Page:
Hear the “Seikilos Epitaph,” the Oldest Complete Song in the World: An Inspiring Tune from 100 BC

Last sum­mer, we fea­tured a Sumer­ian hymn con­sid­ered the old­est known song in the world. Giv­en the pop­u­lar­i­ty of that post, it seems we may have long under­es­ti­mat­ed the num­ber of ancient-musi­cophiles on the inter­net. There­fore, we sub­mit today for your approval the Seik­i­los epi­taph, the old­est known com­plete musi­cal com­po­si­tion — that is to say, a song that our 21st-cen­tu­ry selves can still play and hear in its intend­ed entire­ty, more or less as did the ancient Greeks who lived dur­ing the first-cen­tu­ry (or there­abouts) era of its com­po­si­tion.

The Seik­i­los epi­taph’s sur­vival in one piece, as it were, no doubt owes some­thing to its short­ness. The Greeks could carve the entire thing onto the sur­face of a tomb­stone, exact­ly the medi­um on which the mod­ern world redis­cov­ered it in 1885 near Aidin, Turkey. Its lyrics, lib­er­al­ly brought into Eng­lish, exhort us as fol­lows:

While you live, shine

have no grief at all

life exists only for a short while

and time demands its toll.

The sur­face also bears an explana­to­ry inscrip­tion about — and writ­ten in the voice of — the arti­fact itself:  “I am a tomb­stone, an image. Seik­i­los placed me here as an ever­last­ing sign of death­less remem­brance.” The Greeks, like many peo­ples in the ancient world of unvar­nished mor­tal­i­ty, rel­ished a good memen­to mori, and this old­est com­plete song in the world offers one whose mes­sage still holds today, and which we can trace all the way to more recent words, like those of William Saroy­an, when he said, “In the time of your life, live — so that in that good time there shall be no ugli­ness or death for your­self or for any life your life touch­es.”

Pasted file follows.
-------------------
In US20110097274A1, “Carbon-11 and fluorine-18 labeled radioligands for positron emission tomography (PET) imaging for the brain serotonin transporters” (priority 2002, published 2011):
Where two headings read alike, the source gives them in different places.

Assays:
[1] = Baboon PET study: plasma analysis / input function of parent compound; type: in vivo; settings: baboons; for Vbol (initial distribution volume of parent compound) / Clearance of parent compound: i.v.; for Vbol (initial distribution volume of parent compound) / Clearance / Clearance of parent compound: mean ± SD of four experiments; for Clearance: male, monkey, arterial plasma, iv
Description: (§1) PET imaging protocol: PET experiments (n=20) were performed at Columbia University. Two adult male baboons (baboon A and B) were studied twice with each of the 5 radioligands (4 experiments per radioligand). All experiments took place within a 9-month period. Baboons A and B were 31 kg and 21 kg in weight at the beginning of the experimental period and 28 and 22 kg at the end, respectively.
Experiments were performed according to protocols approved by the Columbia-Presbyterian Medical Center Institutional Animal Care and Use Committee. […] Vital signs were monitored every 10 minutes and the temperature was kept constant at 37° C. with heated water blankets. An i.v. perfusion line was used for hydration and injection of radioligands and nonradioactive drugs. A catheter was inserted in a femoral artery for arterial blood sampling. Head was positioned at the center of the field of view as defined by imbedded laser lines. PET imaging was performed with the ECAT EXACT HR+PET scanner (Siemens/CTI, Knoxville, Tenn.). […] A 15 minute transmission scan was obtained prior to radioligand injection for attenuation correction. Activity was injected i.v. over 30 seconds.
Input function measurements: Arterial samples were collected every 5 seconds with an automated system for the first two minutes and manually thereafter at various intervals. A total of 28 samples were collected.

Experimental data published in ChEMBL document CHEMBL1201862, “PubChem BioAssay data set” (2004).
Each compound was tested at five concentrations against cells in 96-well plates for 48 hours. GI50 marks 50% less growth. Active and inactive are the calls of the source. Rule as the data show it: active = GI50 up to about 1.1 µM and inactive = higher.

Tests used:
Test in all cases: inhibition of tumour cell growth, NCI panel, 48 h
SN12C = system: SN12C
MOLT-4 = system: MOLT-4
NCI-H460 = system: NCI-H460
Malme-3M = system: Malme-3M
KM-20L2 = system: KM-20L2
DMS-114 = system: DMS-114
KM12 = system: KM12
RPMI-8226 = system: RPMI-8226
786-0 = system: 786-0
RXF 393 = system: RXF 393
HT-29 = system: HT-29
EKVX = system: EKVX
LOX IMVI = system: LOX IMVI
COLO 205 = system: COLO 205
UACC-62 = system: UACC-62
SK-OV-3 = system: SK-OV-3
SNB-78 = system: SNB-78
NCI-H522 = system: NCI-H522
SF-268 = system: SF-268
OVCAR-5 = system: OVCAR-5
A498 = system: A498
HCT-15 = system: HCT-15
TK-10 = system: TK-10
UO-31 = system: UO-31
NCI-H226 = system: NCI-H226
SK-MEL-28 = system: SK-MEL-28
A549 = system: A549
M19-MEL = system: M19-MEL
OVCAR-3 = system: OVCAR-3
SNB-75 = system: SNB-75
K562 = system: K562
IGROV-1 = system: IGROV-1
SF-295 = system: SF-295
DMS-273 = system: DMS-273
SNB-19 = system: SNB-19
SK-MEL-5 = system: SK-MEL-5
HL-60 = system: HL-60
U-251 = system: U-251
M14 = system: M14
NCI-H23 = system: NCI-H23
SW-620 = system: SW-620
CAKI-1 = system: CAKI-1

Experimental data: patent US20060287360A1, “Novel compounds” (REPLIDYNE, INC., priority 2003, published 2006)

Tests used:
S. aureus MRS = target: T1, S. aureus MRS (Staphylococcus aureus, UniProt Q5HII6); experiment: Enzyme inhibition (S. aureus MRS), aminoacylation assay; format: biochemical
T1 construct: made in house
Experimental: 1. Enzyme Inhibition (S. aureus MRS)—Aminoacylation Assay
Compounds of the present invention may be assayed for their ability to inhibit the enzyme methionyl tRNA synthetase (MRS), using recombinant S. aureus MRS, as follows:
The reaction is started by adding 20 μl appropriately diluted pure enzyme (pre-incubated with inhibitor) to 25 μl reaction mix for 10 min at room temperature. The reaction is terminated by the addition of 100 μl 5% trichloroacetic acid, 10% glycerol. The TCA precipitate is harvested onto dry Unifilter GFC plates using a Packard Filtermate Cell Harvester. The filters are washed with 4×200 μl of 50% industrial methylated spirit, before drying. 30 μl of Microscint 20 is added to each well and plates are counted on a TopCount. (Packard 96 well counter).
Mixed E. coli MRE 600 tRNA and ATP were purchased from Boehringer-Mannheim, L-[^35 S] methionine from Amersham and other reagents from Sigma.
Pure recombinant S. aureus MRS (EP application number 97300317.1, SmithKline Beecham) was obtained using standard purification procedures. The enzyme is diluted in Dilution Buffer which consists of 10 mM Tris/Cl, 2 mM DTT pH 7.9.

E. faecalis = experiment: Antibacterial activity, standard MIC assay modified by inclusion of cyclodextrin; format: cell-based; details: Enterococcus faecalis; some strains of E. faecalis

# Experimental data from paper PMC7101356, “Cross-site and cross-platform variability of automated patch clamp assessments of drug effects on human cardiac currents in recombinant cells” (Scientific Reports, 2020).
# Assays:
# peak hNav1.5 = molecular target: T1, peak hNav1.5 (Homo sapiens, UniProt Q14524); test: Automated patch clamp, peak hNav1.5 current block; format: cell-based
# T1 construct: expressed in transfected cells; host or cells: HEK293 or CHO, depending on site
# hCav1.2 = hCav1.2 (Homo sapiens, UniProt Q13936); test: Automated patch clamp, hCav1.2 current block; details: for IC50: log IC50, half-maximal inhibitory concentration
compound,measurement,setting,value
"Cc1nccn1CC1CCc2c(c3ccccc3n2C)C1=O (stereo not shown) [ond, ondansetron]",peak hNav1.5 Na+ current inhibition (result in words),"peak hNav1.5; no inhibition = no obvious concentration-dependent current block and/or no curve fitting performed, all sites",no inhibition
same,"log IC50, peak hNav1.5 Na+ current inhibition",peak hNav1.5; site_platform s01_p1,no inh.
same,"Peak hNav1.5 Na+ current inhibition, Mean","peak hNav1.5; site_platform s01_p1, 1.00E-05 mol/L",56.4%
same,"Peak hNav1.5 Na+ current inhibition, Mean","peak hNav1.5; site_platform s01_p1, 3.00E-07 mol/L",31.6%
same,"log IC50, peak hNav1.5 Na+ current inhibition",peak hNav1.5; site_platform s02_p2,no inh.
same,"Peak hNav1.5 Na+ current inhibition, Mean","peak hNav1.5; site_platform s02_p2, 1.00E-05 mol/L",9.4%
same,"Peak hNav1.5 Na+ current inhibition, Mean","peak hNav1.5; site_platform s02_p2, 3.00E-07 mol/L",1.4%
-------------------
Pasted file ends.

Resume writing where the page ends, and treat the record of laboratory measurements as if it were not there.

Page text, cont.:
Or for anoth­er inter­pre­ta­tion, you can hear a mod­ern, gui­tar-dri­ven cov­er of the Seik­i­los epi­taph by Vlog­broth­er and famous inter­net teacher Hank Green, in a tru­ly strik­ing exam­ple of two eras col­lid­ing. But of course, the Youtube era has also made every­one a crit­ic. As one com­menter per­fect­ly put it, “I pre­fer his ear­li­er stuff.”

Seikilos epitaph

Relat­ed Con­tent:

Lis­ten to the Old­est Song in the World: A Sumer­ian Hymn Writ­ten 3,400 Years Ago

What Ancient Greek Music Sound­ed Like: Hear a Recon­struc­tion That is ‘100% Accu­rate’

Hear The Epic of Gil­gamesh Read in the Orig­i­nal Akka­di­an and Enjoy the Sounds of Mesopotamia

Learn Latin, Old Eng­lish, San­skrit, Clas­si­cal Greek & Oth­er Ancient Lan­guages in 10 Lessons

Col­in Mar­shall writes on cities, lan­guage, Asia, and men’s style. He’s at work on a book about Los Ange­les, A Los Ange­les Primer, and the video series The City in Cin­e­maFol­low him on Twit­ter at @colinmarshall or on Face­book.

by | Permalink | Comments (5) |

Sup­port Open Cul­ture

We’re hop­ing to rely on our loy­al read­ers rather than errat­ic ads. To sup­port Open Cul­ture’s edu­ca­tion­al mis­sion, please con­sid­er mak­ing a dona­tion. We accept Pay­Pal, Ven­mo (@openculture), Patre­on and Cryp­to! Please find all options here. We thank you!

Comments (5)
You can skip to the end and leave a response. Pinging is currently not allowed.
  • Saiful says:

    “Seik­i­los Epi­taph”, the song is heart-touch­ing, last­ing and haunt­ing and echoes from more than two thou­sand years. It mere­ly says one thing — we are all a con­tin­u­a­tion of the same race. same feel­ings and same sen­ti­ments.

    Then how we have gone so dif­fer­ent from each oth­er? Is it the time, that Seik­i­los talked about. I won­der.….….…

  • EvenStephen says:

    Sor­ry, Mr Clark, it has no dance­able beat sor­ta herky jerky. I don’t see kids danc­ing to it and it will soon dis­ap­pear from view. I give it a 2 for a good ama­teur try but it has no future.

    Xeres Archidias

  • Guneli Hershiser says:

    If this song is Sumer­ian it can­not also be Greek. Dif­fer­ent cul­tures, dif­fer­ent times. I can­not make out the lan­guage of the song, so I pre­sume it’s been faked.

  • Jo says:

    Yikes! I must be wacko.…I’m “hear­ing” Irish danc­ing and rhythms! Seri­ous­ly! Maybe I’ve just been list­ing to Celtic Thun­der too much.

  • Jenko says:

    I love how it gets all heavy towards the end, kind of like Stair­way to Heav­en.

Leave a Reply

Open Culture was founded by Dan Colman.